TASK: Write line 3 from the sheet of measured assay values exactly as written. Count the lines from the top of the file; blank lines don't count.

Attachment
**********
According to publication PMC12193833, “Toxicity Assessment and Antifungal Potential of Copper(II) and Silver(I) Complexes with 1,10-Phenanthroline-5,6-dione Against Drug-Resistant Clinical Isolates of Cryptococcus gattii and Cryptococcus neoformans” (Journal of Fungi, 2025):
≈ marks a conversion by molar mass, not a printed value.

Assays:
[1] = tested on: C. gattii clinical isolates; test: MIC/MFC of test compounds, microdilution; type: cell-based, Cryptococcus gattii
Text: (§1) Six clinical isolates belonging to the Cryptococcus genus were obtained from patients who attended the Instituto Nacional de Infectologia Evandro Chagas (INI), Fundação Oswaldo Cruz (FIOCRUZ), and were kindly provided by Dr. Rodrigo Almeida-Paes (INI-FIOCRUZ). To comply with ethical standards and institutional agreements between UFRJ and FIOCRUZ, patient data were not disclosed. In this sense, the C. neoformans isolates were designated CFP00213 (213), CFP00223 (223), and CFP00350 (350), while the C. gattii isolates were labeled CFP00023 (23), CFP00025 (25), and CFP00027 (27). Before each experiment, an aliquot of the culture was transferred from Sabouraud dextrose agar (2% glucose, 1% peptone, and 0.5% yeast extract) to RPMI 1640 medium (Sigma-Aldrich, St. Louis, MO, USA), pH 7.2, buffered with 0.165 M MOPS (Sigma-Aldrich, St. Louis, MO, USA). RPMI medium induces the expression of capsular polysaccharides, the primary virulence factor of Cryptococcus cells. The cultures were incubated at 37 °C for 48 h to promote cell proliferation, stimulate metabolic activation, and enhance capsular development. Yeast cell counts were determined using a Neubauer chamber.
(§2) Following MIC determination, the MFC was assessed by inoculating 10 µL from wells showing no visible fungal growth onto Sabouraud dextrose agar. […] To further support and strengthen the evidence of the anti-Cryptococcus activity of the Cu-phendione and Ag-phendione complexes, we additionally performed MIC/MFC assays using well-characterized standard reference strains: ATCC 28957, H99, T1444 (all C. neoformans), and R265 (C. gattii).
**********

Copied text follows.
Assays: